Pru is a fantastic PR operator but also a very shrewd businessperson. Universally respected within our industry, she’s much loved but at the same time takes no prisoners. She’s diplomatic but if someone crosses a line, she isn’t afraid to speak out and speak up. She has strength of character and guts.

Pru is brilliant at seeing the bigger picture and incredibly level-headed during stressful work and life moments. I’m much more an ‘emotion in, emotion out’ kind of person which has no doubt driven her crazy at times, but I’ve learned a few tricks from her about sitting in the moment for a bit longer before reacting. She’s certainly the more analytical out of the two of us, whilst I’m the more creative which makes us a pretty great tag team.

I feel lucky to have her as an outlaw, a boss, and a good friend.

Pru on Sue:

One word: Vibrant

Most memorable moment: About five years ago we spent a week in the US hosting a jam-packed media familiarisation trip for one of our big tech clients. It was exhausting but fun – and with a (now) very funny ending at Sydney Airport on the way home that was so very Sue.  You’ll have to buy us a drink to find out more about it.

Most annoying/endearing habit:  Sue’s ability to fry technology is legendary.  Whether it’s her laptop, phone, the cloud storage, google docs or our timesheet system, there’s often something causing her grief.  It’s ironic given all our clients are tech focused.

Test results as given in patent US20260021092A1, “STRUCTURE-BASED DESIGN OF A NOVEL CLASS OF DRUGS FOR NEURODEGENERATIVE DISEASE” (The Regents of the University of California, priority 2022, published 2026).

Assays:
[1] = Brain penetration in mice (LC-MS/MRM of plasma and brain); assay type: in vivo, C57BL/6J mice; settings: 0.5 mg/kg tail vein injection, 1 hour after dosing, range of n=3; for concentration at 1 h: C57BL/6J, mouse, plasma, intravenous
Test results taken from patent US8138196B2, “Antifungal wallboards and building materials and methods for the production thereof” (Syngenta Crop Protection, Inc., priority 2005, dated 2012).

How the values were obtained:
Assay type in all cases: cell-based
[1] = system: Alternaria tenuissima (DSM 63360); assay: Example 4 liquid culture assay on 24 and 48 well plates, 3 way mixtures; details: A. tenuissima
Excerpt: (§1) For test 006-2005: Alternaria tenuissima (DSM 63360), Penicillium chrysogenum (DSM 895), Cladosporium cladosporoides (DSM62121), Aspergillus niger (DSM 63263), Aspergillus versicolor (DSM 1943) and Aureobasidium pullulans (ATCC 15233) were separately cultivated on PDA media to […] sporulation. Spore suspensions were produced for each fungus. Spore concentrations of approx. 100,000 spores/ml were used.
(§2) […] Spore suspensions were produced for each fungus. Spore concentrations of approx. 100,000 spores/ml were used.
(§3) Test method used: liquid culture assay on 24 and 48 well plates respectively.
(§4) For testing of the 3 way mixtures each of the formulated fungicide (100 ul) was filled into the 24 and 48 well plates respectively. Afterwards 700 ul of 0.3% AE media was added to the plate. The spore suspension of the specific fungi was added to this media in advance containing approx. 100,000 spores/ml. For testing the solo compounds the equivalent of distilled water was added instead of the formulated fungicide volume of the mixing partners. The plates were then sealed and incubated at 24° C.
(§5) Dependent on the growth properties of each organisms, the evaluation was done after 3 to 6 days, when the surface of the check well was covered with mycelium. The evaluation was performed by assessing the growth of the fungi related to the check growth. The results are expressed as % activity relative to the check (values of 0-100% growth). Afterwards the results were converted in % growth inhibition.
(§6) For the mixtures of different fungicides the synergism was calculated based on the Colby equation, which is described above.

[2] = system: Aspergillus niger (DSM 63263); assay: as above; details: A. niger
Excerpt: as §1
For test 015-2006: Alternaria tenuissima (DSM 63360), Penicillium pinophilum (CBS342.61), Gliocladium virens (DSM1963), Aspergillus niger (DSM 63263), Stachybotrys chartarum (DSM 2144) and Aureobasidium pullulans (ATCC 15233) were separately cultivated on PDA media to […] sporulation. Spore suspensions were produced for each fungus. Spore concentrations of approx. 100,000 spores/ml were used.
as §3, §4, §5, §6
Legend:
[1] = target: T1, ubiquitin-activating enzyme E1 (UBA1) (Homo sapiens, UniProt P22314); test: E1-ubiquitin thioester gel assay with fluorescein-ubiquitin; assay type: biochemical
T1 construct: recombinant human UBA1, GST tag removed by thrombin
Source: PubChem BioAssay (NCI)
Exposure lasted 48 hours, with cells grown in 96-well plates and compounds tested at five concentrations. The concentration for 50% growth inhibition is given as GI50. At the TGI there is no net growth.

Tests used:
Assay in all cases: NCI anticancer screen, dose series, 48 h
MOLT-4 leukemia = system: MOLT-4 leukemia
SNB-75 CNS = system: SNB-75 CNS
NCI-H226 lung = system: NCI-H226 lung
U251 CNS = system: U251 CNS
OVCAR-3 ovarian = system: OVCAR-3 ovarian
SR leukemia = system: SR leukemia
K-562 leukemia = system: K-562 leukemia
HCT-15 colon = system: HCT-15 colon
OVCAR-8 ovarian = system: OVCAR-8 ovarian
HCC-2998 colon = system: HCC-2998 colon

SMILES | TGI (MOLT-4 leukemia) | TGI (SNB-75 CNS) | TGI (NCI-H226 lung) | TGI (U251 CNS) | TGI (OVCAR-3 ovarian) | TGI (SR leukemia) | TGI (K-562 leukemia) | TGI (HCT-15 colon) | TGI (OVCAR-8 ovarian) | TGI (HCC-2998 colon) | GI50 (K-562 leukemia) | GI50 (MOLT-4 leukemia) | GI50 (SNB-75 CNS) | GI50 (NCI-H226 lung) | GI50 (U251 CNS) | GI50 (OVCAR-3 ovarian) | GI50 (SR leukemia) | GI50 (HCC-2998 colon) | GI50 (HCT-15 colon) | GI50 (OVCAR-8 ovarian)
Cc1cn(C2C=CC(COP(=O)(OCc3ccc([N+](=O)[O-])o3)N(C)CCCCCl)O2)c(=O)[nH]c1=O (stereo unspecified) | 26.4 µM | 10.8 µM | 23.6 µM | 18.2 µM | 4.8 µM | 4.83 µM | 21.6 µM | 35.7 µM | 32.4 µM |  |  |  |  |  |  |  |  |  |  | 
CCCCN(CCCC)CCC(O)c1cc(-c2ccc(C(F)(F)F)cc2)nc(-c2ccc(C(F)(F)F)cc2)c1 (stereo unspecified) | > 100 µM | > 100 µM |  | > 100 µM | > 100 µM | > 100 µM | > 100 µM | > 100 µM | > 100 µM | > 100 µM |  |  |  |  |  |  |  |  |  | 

Sue on Pru: 

One word: Accomplished

Most memorable moment: Getting to know her during a long weekend in a farmhouse in Lucca, Italy in 2006. We were planning a move to Australia and felt excited that my future sister-in-law might turn out to also be a great friend. That part, I definitely got right!

Most annoying habit: She has a fairly complex hot chocolate order for Baristas to make which involves half water, half soy milk and inevitably results in disappointment (just drink coffee already)

If you and a colleague would like to submit your story to Dynamic duos, please email kwelch@mumbrella.com.au.